Have rootkits defeated the security industry?

Have rootkits defeated the security industry?

Summary: Rootkits, which alter the kernel of an operating system and allow malicious code to hide from security software, seem to have stumped the security industry.


Rootkits, which alter the kernel of an operating system and allow malicious code to hide from security software, seem to have stumped the security industry.

Earlier this week, I managed to grab the general manager of AusCERT, Graham Ingram, for a short video interview.

Among other subjects, I asked him about rootkits, and how the security industry was going to deal with them in the future.

His answers should send chills down the spine of any chief security officer.

In this video, he said: "Zero-day exploits allow the infection to get on the machine in the first place. Then you invoke some sort of kernel-mode rootkit, where the ability to detect or remove it is severely limited.

"It is going to be a very difficult future that we face," said Ingram.

I mention Haxdoor, which is a particularly nasty trojan that uses rootkit technology. It first appeared more than a year ago and Ingram claims that modern attacks have got better -- or worse, depending on your point of view.

In a previous blog entry, this is what I wrote about Haxdoor:

According to AusCERT, Haxdoor spreads via e-mail and uses rootkit technology to hide from security applications. When it was first released, it was undetectable by most antivirus software because it was almost certainly tested against the most popular brands.

So how could you tell if you were affected? The simple answer is, you couldn't.

On its Web site, AusCERT warned that "due to the stealthing (rootkit) and antivirus disabling capabilities of this malware, a clean scan with an antivirus product may not guarantee that you are free from infection".

So even if you had an updated antivirus product, once Haxdoor has installed a rootkit and hidden behind it, AusCERT advised that "re-installation of the operating system from the original installation media is the only way to be confident that all traces of the malware has been removed".


Munir Kotadia

About Munir Kotadia

Munir first became involved with online publishing in 1998 when he joined ZDNet UK and later moved into print publishing as Chief Reporter for IT Week, part of ZDNet UK, a weekly trade newspaper targeted at Enterprise IT managers. He later moved back into online publishing as Senior News Reporter for ZDNet UK.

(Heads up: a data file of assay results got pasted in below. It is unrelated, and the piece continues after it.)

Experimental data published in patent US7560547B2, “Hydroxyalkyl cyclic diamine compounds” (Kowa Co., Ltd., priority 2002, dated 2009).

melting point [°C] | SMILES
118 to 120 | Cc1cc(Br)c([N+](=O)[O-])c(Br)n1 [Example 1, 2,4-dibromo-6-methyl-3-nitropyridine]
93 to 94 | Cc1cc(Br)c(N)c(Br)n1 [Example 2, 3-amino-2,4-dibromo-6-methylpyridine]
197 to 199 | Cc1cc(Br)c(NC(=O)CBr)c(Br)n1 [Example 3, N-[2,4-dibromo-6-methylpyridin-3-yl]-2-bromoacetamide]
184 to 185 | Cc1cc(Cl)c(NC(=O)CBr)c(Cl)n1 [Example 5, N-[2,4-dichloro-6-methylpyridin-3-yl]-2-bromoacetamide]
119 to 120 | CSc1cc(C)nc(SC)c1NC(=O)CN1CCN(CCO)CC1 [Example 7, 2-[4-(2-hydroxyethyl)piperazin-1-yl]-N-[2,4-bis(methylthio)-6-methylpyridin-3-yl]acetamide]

Munir was recognised as Australia's Best Technology Columnist at the 5th Annual Sun Microsystems IT Journalism Awards 2007. In the previous year he was named Best News Journalist at the Consensus IT Writers Awards.

He no longer uses his Commodore 64.

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  • And how exactly is this new ?

    "Rootkit"... ROOT kit...a "kit" that gives you "root". This is a *nix term and has been around for years.

    What they're really saying is they're stumped by WINDOWS "rootkits". Personally I'm amazed that it took so long to port them to windows anyway. Think about it....windows security was (is) so bad for so long that it wasn't worth the effort of writing a Windows rootkit when much simpler code was all that was needed to pwn the Windows box. Now it takes SLIGHTLY more effort in some cases, hence the advent of rootkits for Windows. This suggests that the best Windows security is only now scraping up to the lower levels of *nix security.
    As for the "reinstallation from known good media" bit...duhhhhhhh.....once your box is compromised then you can't trust the system binaries so yeah..complete wipe and re-install of the whole disk is the only way to go...
    Hello Windows - Security World, welcome to 1991 !
  • Rootkits in Corporate Espionage

    Here is a blog entry called "Rootkits in Corporate Espionage" from antirootkit.com that shows how Corporations with a lot at stake can use rootkits. http://www.antirootkit.com/blog/2006/11/30/rootkits-in-corporate-espionage/
    Because it may be an individual within a corporation that is targetted via a zero day vulnerability and using a new rootkit, it will be by luck that it would be found.
  • Do we need to say more...


  • Welcome to 2005

    This is not news. The University of Minnesota has been requiring reinstallation for all virus infections on student-owned computers since Microsoft confirmed the intractible nature of rootkit infections in the spring of '05. I'm glad you guys are writing about it, but the fact of the matter is that once a machine is infected, it isn't _worth your time_, much less the risk, to do anything BUT reinstall. We don't rely on desktop scans to identify compromised hosts, but use network monitoring tools that alert us to the computerized equivalent of a guy walking down the street, trying to open every car door.
  • re-install will fail too

    Beneath the newly re-formatted hard disk drive
    is the hardware mapped bad sectors marked
    unavailable. Marking a chunk of disk space as
    'bad' means only that the operating system and
    all software tools cannot fix what it cannot access
    portions of the spinning platters. A linked list of
    several gigabytes can exist without knowing it is

    Use of unmapped disk space as unavoidable
    and perhaps impossible to prevent